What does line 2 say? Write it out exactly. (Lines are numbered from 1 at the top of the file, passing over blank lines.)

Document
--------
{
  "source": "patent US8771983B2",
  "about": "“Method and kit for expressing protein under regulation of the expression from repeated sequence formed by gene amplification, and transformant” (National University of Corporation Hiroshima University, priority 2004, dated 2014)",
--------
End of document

  "source": "patent US8771983B2",